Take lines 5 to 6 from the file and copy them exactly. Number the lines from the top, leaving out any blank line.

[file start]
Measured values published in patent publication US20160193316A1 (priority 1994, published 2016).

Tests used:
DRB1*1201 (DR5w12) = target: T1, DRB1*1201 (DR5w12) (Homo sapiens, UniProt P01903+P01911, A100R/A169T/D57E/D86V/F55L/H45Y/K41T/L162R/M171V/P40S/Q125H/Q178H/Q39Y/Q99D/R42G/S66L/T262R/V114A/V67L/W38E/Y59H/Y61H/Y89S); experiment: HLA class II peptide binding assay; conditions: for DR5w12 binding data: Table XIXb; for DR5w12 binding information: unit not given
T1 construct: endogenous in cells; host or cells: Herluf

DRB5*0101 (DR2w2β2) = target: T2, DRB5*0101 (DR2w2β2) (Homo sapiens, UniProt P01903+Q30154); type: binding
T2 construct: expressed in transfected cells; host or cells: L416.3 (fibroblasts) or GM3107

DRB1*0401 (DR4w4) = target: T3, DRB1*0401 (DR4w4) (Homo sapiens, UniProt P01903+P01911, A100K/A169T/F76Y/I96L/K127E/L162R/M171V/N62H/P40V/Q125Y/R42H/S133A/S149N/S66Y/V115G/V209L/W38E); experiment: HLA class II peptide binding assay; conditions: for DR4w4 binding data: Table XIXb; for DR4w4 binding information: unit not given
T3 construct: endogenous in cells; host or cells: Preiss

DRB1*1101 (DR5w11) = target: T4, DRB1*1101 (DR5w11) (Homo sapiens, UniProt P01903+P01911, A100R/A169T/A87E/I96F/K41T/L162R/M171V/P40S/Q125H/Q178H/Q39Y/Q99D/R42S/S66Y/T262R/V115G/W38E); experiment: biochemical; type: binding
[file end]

DRB5*0101 (DR2w2β2) = target: T2, DRB5*0101 (DR2w2β2) (Homo sapiens, UniProt P01903+Q30154); type: binding
T2 construct: expressed in transfected cells; host or cells: L416.3 (fibroblasts) or GM3107